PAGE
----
A set of proposals to be tabled at the 101st Session of the Inter-American Tropical Tuna Commission (IATTC) to secure albacore tuna stocks and improve transparency will be watched with interest by major seafood market players.
The Global Tuna Alliance (GTA) has welcomed two proposals submitted to the 101st Session of the Inter-American Tropical Tuna Commission (IATTC) which would advance science-based, sustainable management measures for albacore tuna stocks in the Eastern Pacific.
Whether these proposals are adopted at the meeting taking place between 7-11th August remains to be seen, with GTA Partners warning that a lack of progress could have ramifications for their approach to sourcing in the region.
Albacore tuna in the Pacific Ocean is split into two separate stocks. North Pacific (NP) albacore and South Pacific (SP) albacore are managed by two Regional Fisheries Management Organisations. IATTC, which manages stocks in the Eastern Pacific Ocean, and the Western-Central Pacific Fisheries Commission (WCPFC). As shared stocks, the effectiveness of management measures is dependent to an extent on both Commissions working in tandem.
A harvest strategy is already in place for the northern stock with progress made at last year’s IATTC meeting. But a crucial element of a harvest strategy – harvest control rules (HCRs) setting predetermined catch or fishing effort limits that are based on the status of a stock – remains absent from this strategy. In early July, the WCPFC northern committee amended their own NP albacore harvest strategy to include HCRs. Ahead of the upcoming August meeting, Canada, Japan and the US have tabled a proposal to IATTC to bring its harvest strategy in line with WCPFC.
While WCPFC has fishing controls in place for the SP albacore fishery, this currently does not extend to the IATTC Convention Area outside the overlapping region. A proposal by Ecuador to IATTC seeks to prevent producing countries from increasing the number of active longline vessels fishing for SP albacore to achieve compatibility with WCPFC.
‘You can think of the situation like a door with two locks. While WCPFC has one key, it also needs IATTC to turn its own key to unlock the measures we need for effective, sustainable management of Pacific albacore stocks,’ said The GTA’s Director of Outreach and Engagement, Albert Arthur.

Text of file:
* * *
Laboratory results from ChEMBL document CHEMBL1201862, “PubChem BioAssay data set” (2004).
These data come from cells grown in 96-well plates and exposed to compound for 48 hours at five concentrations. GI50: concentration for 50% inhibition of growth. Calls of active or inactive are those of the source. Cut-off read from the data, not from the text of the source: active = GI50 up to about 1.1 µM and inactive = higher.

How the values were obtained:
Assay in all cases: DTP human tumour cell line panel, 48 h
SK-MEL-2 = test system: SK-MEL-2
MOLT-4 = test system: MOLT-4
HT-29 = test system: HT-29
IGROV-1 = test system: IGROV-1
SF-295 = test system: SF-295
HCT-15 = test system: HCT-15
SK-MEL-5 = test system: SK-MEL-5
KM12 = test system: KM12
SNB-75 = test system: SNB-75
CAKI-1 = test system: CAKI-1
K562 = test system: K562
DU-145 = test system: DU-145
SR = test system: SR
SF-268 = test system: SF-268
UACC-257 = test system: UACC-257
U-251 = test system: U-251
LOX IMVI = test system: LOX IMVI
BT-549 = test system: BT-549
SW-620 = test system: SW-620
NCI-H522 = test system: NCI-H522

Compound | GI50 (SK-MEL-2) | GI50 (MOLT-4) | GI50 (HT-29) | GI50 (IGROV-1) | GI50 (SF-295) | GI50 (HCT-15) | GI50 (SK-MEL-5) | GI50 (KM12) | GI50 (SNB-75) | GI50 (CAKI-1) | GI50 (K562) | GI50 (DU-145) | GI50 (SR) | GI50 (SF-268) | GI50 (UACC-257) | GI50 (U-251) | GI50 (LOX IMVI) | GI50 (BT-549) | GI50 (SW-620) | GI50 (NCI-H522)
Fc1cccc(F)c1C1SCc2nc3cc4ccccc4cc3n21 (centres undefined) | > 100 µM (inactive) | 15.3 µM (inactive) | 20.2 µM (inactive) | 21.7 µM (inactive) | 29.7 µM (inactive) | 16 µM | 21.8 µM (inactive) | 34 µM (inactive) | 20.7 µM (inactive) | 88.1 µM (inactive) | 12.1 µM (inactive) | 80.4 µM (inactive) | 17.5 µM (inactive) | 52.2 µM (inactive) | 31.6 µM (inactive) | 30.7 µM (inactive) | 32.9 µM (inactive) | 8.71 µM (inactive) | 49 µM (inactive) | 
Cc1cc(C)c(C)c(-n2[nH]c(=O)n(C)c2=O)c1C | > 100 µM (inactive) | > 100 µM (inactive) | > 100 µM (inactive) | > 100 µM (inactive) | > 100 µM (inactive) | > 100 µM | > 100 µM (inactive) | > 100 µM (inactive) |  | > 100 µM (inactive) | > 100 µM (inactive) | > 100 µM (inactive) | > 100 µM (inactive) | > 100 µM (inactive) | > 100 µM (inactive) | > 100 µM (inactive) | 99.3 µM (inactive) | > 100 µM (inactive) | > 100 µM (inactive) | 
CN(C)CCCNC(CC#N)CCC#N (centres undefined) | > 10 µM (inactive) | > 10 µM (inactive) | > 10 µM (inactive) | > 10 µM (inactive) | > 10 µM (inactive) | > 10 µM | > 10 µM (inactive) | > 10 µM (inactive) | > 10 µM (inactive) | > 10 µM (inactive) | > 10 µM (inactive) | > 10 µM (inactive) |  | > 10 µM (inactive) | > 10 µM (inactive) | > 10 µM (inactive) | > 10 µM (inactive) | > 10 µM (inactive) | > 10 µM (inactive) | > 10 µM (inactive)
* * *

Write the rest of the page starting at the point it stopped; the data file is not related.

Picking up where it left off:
As part of the campaign ahead of IATTC, the GTA organised a roundtable discussion between its Partners and IATTC delegates, which took place on the 27th July. This was an opportunity for delegates to hear directly from the market. Of IATTC’s 21 member states, 30% sent delegates to attend, up from 15% the year before.
A number of seafood companies reiterated their commitment to providing their customers with sustainably sourced products.
‘We firmly believe that by supporting sustainable fishing practices, we play a critical role in safeguarding the health of our oceans and preserving marine biodiversity for generations to come,’ said Stacy Shultz, Director of Marketing & Sustainability Coordinator at Fortune Fish & Gourmet.
‘Our customers trust us to provide them with the best of the best seafood products. By offering sustainable tuna options, we can satisfy our customers’ demands for environmentally conscious products while ensuring the long-term viability of these tuna stocks.’
‘The uptick shows that decision-makers are starting to take note of the market’s views. It’s important for delegations – especially those from producing countries – to listen, as failing to do so could have detrimental consequences if the supply chain decided to withdraw their sourcing from the area,’ Albert Arthur commented.
‘Along with its albacore-oriented campaign, the GTA has published a position statement which also covers the management and design of Fish Aggregating Devices (FADs) and measures to improve the transparency of the industry such as adopting minimum standards for an electronic monitoring program and adopting a 100% observer coverage requirement by 2024.
‘Improving the transparency of tuna fisheries in the Eastern Pacific Ocean was the central focus of our campaign last year. However, opposition by a group of Asian countries frustrated attempts at getting key measures passed. We’re hoping that they get behind Ecuador’s plan to require human observers or electronic monitoring onboard all longline vessels 20 metres or longer by 2027,’ Albert Arthur said.
‘This would represent a great leap toward the GTA’s objective of ending illegal, unreported and unregulated (IUU) fishing. This scourge results in human rights abuse at-sea and inaccurate data on catches, which in turn affects our ability to manage stocks sustainably. Without full transparency in the region, our Partners may look elsewhere for their tuna.’
The GTA have published a document fully responding to the proposals on the table at IATTC this year.